Some MPs are making a progressive case for freedom of movement controls. 

After three brutal months of infighting, culminating in another sweeping victory for Jeremy Corbyn, the buzzword at the Labour party conference is unity. But while Corbyn’s opponents may have resigned themselves at least temporarily to their leader, a new fissure is opening up.

Considering it was sparked by Brexit, the Labour leadership contest included surprisingly little debate about freedom of movement. In the immediate aftermath of the EU referendum, Corbyn declared he was “not afraid to talk about immigration”.  Owen Smith, his rival, referred to the “progressive case against freedom of movement”. But ultimately, the contest embodied a clash between the will of the membership and the parliamentary Labour party. 

Now, though, the question can no longer be dodged. What position should Labour take on freedom of movement? And is it time for a fundamental shift on immigration?

Labour’s 2015 pledge to “control immigration” was widely derided by its own party activists – not least when it appeared on a gift shop mug. Apart from making a rather authoritarian present, one of the flaws in this promise was, at the time, that the only way of really controlling immigration would be to leave the EU.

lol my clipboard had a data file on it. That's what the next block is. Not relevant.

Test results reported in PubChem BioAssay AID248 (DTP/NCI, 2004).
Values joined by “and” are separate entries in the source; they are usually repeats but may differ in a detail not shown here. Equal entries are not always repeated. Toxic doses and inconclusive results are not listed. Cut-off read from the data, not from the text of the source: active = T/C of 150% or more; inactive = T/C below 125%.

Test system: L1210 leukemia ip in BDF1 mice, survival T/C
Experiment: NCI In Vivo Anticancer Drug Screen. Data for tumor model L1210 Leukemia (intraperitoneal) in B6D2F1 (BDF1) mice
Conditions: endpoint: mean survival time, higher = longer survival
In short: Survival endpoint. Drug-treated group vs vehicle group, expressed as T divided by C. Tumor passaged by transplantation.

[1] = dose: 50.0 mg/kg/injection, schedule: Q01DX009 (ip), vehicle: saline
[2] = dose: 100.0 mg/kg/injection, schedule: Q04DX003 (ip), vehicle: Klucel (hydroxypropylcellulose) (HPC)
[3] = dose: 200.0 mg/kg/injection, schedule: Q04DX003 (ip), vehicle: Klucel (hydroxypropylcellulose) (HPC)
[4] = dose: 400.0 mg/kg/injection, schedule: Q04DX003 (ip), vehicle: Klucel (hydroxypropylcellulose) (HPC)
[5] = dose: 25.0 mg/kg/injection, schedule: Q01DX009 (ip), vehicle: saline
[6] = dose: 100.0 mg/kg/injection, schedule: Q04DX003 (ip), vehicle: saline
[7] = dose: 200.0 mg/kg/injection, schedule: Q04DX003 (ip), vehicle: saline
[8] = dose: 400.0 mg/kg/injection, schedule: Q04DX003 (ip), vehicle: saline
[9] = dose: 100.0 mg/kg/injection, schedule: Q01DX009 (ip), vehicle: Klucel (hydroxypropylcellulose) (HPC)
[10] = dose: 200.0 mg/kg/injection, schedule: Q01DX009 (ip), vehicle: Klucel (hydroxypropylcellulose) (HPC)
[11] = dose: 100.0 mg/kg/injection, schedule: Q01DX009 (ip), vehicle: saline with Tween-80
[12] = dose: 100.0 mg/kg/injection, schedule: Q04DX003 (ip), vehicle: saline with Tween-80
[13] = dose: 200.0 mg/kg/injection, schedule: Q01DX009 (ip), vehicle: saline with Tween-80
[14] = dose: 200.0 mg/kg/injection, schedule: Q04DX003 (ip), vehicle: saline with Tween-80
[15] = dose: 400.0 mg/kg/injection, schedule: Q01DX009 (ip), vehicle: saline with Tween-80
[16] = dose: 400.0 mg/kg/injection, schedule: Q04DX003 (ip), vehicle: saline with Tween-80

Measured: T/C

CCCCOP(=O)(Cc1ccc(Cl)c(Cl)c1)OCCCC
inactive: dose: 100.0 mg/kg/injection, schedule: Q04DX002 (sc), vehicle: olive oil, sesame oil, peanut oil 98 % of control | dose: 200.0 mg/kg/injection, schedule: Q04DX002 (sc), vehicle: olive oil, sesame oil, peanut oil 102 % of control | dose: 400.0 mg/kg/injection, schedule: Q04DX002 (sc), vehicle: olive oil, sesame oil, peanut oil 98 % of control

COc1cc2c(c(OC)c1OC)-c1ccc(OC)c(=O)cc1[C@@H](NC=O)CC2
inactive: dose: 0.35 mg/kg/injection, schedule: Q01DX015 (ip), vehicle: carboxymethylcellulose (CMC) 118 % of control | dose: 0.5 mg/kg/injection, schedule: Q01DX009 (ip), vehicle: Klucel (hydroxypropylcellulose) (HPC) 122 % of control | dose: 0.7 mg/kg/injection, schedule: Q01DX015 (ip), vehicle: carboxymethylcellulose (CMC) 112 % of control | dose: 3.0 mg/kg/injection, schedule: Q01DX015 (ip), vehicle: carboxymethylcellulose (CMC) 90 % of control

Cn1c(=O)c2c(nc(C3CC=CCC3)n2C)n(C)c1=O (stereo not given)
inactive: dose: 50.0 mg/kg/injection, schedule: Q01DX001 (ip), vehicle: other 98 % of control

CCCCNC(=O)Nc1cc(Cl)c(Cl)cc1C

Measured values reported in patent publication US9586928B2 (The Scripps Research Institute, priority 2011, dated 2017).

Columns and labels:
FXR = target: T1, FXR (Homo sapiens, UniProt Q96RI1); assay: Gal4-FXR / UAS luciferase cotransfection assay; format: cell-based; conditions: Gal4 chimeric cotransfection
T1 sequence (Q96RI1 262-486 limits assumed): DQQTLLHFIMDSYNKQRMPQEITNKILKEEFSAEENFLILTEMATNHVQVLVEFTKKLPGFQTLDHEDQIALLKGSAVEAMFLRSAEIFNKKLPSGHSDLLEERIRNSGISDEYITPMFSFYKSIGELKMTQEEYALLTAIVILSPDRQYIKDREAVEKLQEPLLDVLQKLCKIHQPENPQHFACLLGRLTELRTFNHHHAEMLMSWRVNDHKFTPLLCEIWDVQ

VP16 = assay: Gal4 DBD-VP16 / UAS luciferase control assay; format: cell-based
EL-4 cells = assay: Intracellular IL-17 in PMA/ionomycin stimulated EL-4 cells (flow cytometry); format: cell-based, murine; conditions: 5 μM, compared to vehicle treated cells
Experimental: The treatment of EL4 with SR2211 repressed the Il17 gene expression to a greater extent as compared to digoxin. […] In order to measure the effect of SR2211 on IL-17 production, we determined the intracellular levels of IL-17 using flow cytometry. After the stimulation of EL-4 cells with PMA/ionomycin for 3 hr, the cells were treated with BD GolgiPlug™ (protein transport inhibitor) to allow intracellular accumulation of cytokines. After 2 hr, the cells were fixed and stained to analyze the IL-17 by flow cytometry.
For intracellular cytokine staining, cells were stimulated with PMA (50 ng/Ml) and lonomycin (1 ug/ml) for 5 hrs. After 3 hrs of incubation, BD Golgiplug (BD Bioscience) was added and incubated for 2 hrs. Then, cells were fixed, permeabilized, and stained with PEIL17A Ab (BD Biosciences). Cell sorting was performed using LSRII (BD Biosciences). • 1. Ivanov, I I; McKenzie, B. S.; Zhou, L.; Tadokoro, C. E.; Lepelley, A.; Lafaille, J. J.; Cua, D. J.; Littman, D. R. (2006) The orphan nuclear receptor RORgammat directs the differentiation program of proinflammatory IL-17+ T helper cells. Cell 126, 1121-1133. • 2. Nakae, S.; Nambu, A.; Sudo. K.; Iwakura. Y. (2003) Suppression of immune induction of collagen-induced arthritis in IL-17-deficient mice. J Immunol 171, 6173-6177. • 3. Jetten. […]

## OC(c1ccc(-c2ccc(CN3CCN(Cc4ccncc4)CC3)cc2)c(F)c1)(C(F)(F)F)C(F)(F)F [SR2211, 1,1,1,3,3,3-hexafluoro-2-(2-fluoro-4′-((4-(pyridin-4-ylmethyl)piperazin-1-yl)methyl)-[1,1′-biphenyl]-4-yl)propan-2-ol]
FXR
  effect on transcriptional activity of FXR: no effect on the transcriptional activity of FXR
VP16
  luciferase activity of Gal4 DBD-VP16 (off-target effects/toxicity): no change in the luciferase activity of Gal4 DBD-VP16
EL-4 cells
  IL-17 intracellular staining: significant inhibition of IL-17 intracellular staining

But an increasingly vocal group of MPs are arguing that everything has changed. Heavyweights from the Miliband era are now, from the back benches, trying to define limits to freedom of movement and immigration. Chief among them are Rachel Reeves and Chuka Umunna. 

Reeves makes her case from an economic perspective. She argues that freedom of movement from the EU has depressed wages (the cause and effect is disputed). At a Resolution Foundation event during Labour conference, she recalled visiting a factory in her constituency where workers complained the jobs went to foreigners.